We don’t usually associate marathons with monks, but at the Isha Yoga Center, 20 brahmacharis, sanyasis and brahmacharinis have been training for 3 months, to run in the Wipro Chennai Marathon on January 31, 2016. In addition, seven residents from the ashram will join them in the marathon, which will also see 600+ Isha volunteers from Chennai participating. All of them will be running to raise awareness about rural education, and to raise funds for the Isha Vidhya schools in rural Tamil Nadu which provide low-cost, high quality education to over 6400 kids. As one of the swamis said, “We just wanted to see what we could do to support Isha Vidhya, and we thought running the marathon could be our small way of contributing to the cause.”

Training for the Marathon

For almost all the runners, this will be their maiden marathon and they will be running the half marathon distance. Most had never run long distances before, and many started out with no shoes! Since almost everyone at the yoga center walk around barefoot, some of the budding runners began their training running barefoot or in flipflops! The training was kicked off by Ajit Singh, an experienced pacer and runner from Mumbai who visited the yoga center in September 2015. With support and coordination from Peggy, a fulltime resident, and Swami Nirakara – both of whom have run several half marathons – the enthusiastic runners began to follow a hectic training schedule: 3 runs a week, 2 strength training sessions and 2 rest days. Ajit sent his sharing over Whatsapp, wishing everyone the best. “I’m really happy that they are now able to run more than 18, 19 kilometers. I wish them all the very best for the upcoming run on Sunday.”

A month into the training process, the run-walk-run-walk “technique” of many had matured into a proper rhythmic run. Everyone had graduated from the initial distance of 2 kilometers to a fairly painless 10 kilometers.

The concept of rest and recovery days was a bit alien to the first-time runners. But while starting out, one has to gear up gradually. Another aspect was that everyone wanted to go for long runs every time. But the more experienced runners gradually coached them on the plus points of including short tempo runs, interval runs and even hill runs as part of the training schedule.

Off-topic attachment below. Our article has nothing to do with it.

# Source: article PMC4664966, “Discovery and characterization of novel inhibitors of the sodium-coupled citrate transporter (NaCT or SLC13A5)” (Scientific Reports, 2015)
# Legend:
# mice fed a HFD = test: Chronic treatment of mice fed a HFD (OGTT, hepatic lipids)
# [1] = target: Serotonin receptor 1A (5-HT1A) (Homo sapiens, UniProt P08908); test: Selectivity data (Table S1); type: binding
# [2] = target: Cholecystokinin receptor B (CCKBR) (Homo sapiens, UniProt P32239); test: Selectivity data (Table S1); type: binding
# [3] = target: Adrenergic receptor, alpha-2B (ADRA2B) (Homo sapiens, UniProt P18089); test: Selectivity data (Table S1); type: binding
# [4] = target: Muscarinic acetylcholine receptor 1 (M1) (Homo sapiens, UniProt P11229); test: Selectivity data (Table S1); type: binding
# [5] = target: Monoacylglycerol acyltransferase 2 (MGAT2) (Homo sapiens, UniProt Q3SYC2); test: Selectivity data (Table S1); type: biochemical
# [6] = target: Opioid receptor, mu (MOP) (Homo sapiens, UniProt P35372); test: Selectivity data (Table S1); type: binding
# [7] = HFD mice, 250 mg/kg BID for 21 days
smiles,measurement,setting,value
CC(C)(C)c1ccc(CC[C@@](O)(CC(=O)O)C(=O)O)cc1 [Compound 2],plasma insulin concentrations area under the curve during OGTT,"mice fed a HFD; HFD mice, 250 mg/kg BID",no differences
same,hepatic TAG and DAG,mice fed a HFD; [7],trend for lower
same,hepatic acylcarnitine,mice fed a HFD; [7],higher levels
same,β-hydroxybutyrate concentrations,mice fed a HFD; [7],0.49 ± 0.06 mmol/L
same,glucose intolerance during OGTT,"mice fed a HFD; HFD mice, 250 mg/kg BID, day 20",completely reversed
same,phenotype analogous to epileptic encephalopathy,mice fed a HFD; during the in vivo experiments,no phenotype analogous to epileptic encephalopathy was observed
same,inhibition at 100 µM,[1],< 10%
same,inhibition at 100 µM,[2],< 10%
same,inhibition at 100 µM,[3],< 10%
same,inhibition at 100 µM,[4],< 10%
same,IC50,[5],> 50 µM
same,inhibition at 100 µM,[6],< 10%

A month into the training process, the run-walk-run-walk “technique” of many had matured into a proper rhythmic run. Everyone had graduated from the initial distance of 2 kilometers to a fairly painless 10 kilometers. Training as a group and encouraging each other went a long way. One of the brahmacharis shared, “Usually I’m not someone who sticks to any physical practice steadfastly. But I’m grateful for the way we have supported each other joyfully and enthusiastically, which has helped me stick to the training.” Another runner spoke of the training process and its plus points. “The strength training with specific instructions helped to tone up the front leg muscles that initially gave me pain and had me worried about whether I could run. Now, I feel happy to make use of all those muscles I never thought existed!”

Issues with old shoes, soles coming off, blisters and pains were also entirely eliminated thanks to generous donations of running shoes from the Mumbai Road Runners and Bangalore Runners groups. Nagaraj Adiga, race director of the Bengaluru Marathon, also came forth and sponsored several new pairs of running shoes. What a delight and difference those shoes made! One runner whose size we did not have and who was running barefoot for weeks says, “Peggy got us some shoes, and the first day I ran with them, I realized what a wonderful experience it is to run with shoes!”

For long runs outside the ashram, other volunteers would come along to ensure the runners’ safety, what with stray dogs barking, and trucks and buses passing by. Cruising up and down the line on cycles and electric scooters, they not only motivated the runners but acted as mobile water carriers and kept the atmosphere lively and vibrant. And at the end of the long run, the tired muscles and smiling faces were in for a treat – chocolates!

In December, the runners got another boost and technical inputs from a group of 5 seasoned Bangalore runners – Shreyas, Harsha, Rahul, Gajendra and Mahalakshmi – who visited the ashram. The training session with them was yet another eye-opening experience into the discipline of runners out there in many metro cities. Their varied trainings include hill runs, interval runs, sprints, and focus on negative splits to end strong!

Run for Isha Vidhya